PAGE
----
in the Russian defence budget which

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has allowed its forces on land and

at sea to be much more active, to

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train more vigorously, to improve

the effectiveness of their

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operations, compared with a decade

ago and that's reflected in

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submarines surging into the north

Atlantic at a rate that they haven't

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before for more than 20 years so

starting to match Nato in the levels

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of activity of their maritime

forces.

Haven't we seen peaks and

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troughs, it just changes over years,

there are surges of activity and

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then it subsides, could this not

just be another one of those high

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points and then it will taper off

again?

Of course that's always

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possible. But I think more about

Russia returning to the normal level

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of activity for a force that wants

to actually be seen as credible by

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Nato. For a long period after the

end of the Cold War in the early

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1990s Russia had a large fleet but

hardly ever went to sea and

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therefore Nato Navies came to

believe they really had not much

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capability to actually use them, but

over the last decade that's changed.

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They've become more active and more

serious and one of the consequences

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has been that Nato Navies, including

the Royal Navy, are having to spend

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a lot more of their time tracking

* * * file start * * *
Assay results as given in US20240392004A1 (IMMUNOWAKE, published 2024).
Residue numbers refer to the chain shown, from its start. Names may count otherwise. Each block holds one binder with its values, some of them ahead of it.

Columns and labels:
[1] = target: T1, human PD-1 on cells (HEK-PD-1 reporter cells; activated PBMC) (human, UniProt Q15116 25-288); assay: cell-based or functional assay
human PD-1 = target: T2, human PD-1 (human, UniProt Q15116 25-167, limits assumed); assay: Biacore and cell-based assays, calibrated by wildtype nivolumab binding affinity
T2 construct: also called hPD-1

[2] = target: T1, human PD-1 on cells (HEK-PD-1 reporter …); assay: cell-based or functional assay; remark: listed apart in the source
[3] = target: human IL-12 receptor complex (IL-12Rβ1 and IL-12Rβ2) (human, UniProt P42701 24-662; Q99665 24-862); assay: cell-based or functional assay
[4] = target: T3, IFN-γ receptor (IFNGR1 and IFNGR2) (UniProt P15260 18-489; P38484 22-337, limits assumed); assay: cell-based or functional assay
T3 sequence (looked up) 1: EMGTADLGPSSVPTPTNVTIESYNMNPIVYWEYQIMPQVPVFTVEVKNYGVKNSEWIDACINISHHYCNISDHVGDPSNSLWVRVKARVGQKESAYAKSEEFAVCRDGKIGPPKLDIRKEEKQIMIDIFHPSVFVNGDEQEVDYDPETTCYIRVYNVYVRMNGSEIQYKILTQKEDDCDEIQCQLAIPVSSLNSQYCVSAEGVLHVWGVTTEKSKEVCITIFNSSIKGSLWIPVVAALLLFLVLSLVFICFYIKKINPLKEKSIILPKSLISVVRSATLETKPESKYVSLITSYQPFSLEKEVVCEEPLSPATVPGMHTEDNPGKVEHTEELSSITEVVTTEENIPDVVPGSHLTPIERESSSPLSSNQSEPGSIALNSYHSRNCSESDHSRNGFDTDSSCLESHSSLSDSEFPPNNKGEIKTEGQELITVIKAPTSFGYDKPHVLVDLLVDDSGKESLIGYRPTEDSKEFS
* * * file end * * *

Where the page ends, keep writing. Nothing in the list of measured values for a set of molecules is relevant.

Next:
Russian submarines to see what

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they're up to and as a result of

that tracking one assumes that we

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have these multiplying reports of

Russian interests in undersea

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cables, to track a Russian submarine

takes a lot of effort from our

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submarines, but also surface ships

and aircraft.

You mentioned the

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cables there.

What would their interest be in

0:19:100:19:15

targeting those cables?

Well, in the

event of a large-scale conflict,

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cutting those cables would be very

valuable in terms of disrupting the

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economies of western societies.

Targeting cables is nothing new. The

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UK destroyed German Telegraph cables

back at the end of World War I, but

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today we are much more dependent on

those cables because of the central

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role of the internet in our

economies. So in the event of a

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conflict this would be a capability

which the Russians could deploy

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along with all sorts of other

capabilities, it doesn't mean

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they're going to attack them out of

the blue but it's one more element

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to keep Nato on its toes.

Thank you. Time to check in on the

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sport.

0:20:110:20:18

Manchester City are 14 points clear

in the Premier League

0:20:180:20:20

after beating Bournemouth 3-0.

0:20:200:20:21

Sergio Aguero scored twice,

Raheem Sterling and Dinilo

0:20:210:20:23